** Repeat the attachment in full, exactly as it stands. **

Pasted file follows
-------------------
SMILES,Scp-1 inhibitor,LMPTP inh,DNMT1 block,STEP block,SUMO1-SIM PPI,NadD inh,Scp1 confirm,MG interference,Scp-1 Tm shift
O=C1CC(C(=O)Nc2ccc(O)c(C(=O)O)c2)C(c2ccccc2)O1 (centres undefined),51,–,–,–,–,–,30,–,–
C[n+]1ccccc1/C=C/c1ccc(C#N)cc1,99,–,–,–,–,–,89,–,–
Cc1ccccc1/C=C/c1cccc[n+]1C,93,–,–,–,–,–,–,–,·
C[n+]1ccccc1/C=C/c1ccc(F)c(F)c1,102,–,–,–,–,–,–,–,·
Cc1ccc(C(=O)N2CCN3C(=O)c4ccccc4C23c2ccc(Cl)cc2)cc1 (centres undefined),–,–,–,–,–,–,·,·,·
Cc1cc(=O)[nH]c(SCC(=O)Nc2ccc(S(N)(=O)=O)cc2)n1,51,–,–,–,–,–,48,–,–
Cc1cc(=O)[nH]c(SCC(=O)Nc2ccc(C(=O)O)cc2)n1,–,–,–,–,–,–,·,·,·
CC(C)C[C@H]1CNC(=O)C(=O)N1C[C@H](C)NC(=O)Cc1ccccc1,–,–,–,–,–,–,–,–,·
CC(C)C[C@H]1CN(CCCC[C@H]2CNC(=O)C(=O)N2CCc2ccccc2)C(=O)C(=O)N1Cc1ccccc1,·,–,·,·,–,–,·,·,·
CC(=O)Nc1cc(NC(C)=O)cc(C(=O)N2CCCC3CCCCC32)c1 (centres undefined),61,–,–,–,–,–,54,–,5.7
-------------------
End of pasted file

SMILES,Scp-1 inhibitor,LMPTP inh,DNMT1 block,STEP block,SUMO1-SIM PPI,NadD inh,Scp1 confirm,MG interference,Scp-1 Tm shift
O=C1CC(C(=O)Nc2ccc(O)c(C(=O)O)c2)C(c2ccccc2)O1 (centres undefined),51,–,–,–,–,–,30,–,–
C[n+]1ccccc1/C=C/c1ccc(C#N)cc1,99,–,–,–,–,–,89,–,–
Cc1ccccc1/C=C/c1cccc[n+]1C,93,–,–,–,–,–,–,–,·
C[n+]1ccccc1/C=C/c1ccc(F)c(F)c1,102,–,–,–,–,–,–,–,·
Cc1ccc(C(=O)N2CCN3C(=O)c4ccccc4C23c2ccc(Cl)cc2)cc1 (centres undefined),–,–,–,–,–,–,·,·,·
Cc1cc(=O)[nH]c(SCC(=O)Nc2ccc(S(N)(=O)=O)cc2)n1,51,–,–,–,–,–,48,–,–
Cc1cc(=O)[nH]c(SCC(=O)Nc2ccc(C(=O)O)cc2)n1,–,–,–,–,–,–,·,·,·
CC(C)C[C@H]1CNC(=O)C(=O)N1C[C@H](C)NC(=O)Cc1ccccc1,–,–,–,–,–,–,–,–,·
CC(C)C[C@H]1CN(CCCC[C@H]2CNC(=O)C(=O)N2CCc2ccccc2)C(=O)C(=O)N1Cc1ccccc1,·,–,·,·,–,–,·,·,·
CC(=O)Nc1cc(NC(C)=O)cc(C(=O)N2CCCC3CCCCC32)c1 (centres undefined),61,–,–,–,–,–,54,–,5.7